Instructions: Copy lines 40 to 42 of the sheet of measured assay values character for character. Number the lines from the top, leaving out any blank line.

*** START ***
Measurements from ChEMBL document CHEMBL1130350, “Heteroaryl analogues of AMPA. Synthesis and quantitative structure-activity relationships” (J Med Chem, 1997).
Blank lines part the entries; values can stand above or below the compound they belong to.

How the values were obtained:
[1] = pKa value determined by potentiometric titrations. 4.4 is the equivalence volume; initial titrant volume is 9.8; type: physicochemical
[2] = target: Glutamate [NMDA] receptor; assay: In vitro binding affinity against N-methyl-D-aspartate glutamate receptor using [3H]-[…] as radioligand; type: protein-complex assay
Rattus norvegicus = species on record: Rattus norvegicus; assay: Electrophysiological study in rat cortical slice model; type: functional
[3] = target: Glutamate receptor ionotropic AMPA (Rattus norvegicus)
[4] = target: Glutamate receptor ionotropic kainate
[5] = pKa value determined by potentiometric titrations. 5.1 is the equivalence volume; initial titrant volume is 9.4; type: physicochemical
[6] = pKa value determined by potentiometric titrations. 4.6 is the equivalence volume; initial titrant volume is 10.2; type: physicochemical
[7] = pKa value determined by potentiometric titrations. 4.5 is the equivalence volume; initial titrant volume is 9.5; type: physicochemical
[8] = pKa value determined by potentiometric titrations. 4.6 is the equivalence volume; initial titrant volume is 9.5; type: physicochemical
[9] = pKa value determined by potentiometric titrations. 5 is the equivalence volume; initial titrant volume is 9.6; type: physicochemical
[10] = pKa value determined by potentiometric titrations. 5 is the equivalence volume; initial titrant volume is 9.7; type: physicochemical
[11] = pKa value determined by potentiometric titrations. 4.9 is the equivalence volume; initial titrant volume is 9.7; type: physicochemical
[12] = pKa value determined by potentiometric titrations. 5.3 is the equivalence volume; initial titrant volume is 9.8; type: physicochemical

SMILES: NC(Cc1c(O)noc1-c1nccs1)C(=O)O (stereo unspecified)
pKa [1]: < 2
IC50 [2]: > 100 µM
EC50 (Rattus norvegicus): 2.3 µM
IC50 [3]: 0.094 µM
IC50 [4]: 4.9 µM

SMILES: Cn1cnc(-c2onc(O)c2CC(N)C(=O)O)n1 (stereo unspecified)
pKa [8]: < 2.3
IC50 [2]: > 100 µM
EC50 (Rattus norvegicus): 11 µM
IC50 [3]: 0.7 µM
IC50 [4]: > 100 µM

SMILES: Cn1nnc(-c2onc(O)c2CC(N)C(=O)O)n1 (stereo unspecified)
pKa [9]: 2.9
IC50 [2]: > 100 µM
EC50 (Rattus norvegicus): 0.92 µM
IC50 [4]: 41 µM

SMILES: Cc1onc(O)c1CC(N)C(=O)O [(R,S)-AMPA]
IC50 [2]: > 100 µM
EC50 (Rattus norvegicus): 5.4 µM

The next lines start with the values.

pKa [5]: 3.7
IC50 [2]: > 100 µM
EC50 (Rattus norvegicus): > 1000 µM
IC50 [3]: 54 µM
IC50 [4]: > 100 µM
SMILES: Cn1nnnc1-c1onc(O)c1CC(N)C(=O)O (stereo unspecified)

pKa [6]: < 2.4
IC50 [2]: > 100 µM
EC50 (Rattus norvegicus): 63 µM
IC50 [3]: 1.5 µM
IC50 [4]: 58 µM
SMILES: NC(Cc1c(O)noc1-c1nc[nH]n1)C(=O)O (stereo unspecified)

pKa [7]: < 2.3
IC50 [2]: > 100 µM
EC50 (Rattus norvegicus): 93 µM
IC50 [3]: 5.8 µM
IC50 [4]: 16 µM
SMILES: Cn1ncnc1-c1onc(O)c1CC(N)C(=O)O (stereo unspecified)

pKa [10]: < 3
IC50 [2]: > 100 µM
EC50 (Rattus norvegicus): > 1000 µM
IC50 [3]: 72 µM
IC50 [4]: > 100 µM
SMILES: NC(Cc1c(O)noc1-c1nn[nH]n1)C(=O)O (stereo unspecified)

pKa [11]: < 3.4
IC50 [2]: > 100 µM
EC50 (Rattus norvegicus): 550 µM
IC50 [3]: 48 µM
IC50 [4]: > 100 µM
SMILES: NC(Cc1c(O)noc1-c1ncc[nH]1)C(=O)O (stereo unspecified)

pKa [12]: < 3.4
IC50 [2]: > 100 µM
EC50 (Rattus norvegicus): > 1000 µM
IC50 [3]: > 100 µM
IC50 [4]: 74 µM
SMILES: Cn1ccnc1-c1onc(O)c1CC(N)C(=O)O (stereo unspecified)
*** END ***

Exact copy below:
EC50 (Rattus norvegicus): > 1000 µM
IC50 [3]: 54 µM
IC50 [4]: > 100 µM